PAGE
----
We enjoyed celebrating the National Farmers Market Week from August 7-13! When we support local businesses and growers who manage healthy soils, we help support local soil health.
Shopping locally can help our ecological footprint, keeping our local air and waterways clean. Farmers markets offer a space to have conversations with a variety of soil health managers, like vegetable farmers, flower growers, and cattle ranchers.
John Montgomery, assistant manager of the Dorey Park Farmers Market, describes how farmers markets spark curiosity in shoppers.
"People come there with an open mind about buying local, supporting local, so it’s an almost automatic connection to say, 'Okay, what effect is it having locally?" Montgomery explains. "If you are going to support your local farmer, why? One of the reasons why is because they do practices that keep the local soil and the local air and the whole area more healthy and healthful for others."
He observed that these questions lead some shoppers to reflect on their own influence on soil health, particularly with lawn care.
"It's kind of educating by accident,” said Montgomery.
The Dorey Park Farmers Market in Henrico, Virginia hosts programs like the Virginia Fresh Match, Supplemental Nutrition Assistance Program, Power of Produce, and a Second Saturday Concert Series. On September 24, they will celebrate Native Plant Day at the Farmer’s Market with plant vendors and educational opportunities.
Farmers markets are a hub of connections. Shoppers are able to connect directly to local growers –typically growers within 400 miles of the market.
Duron Chavis, executive director of The Happily Natural Day, saw these connections while working at a farmers market in his early twenties. "We talked a lot about the importance of farming and how to farm," he said.
Chavis began his interdisciplinary and intersectional work by looking for strategies "to address…systemic issues around health in the Black community." He started to find solutions at the farmers market. "It was through that lens that I got involved with the farmers markets, we were connecting those farmers to formally red-lined neighborhoods in our community."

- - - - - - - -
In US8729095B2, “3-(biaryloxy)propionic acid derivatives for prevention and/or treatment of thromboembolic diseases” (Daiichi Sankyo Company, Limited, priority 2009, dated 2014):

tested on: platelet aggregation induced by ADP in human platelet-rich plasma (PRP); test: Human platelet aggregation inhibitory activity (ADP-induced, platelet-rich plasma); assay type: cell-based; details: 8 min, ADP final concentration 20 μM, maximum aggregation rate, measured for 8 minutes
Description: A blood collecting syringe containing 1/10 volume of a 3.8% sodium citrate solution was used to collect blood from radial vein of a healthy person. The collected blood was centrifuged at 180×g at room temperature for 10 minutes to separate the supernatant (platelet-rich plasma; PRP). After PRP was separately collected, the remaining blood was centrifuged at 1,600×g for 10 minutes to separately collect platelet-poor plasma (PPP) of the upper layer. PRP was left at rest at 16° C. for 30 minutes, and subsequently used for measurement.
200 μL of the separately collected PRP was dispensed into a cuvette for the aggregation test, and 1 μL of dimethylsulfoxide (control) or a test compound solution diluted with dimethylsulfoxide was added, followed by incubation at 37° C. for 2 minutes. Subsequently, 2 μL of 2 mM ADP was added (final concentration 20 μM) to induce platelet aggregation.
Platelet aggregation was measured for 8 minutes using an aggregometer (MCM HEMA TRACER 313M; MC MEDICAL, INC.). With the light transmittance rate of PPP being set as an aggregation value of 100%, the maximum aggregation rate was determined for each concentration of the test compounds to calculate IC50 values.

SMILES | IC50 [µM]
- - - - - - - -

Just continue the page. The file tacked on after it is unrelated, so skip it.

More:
Watching the older generation of farmers work hard for their neighbors inspired Chavis. "I felt like it was really time for us to start getting our hands dirty," he said.
Even if you are not a producer, you can help energize the soil with diversity by enjoying different seasonal eats. Supporting the 4 core soil health principles can look like shopping from a wide range of producers who implement healthy soil practices.
When we focus on our surroundings, we become aware of what impacts our communities. Soil health not only impacts our food, but also our airways, waterways, environment, and creatures living above and below the soil.
Shopping at farmers markets can help support local soil health, local businesses, and community resilience. If you support and advocate for soil health in your area, take the pledge! You'll receive our bi-weekly newsletter with resources, upcoming events, and stories about fellow soil champions.
Featured Soil Champions
John Montgomery, assistant manager of the Dorey Park Farmers Market
Facebook: Dorey Park Farmers Market
Duron Chavis, executive director of The Happily Natural Day
Facebook: The Happily Natural Festival
Podcast Episode: 4 The Soil: A Conversation Episode 22-17
About the Blog
Join the movement! 4 The Soil is a campaign by the Virginia Soil Health Coalition to raise awareness of soil as an agricultural and natural resource. By caring for the soil, we can build healthier communities, stronger economies, and a more resilient landscape.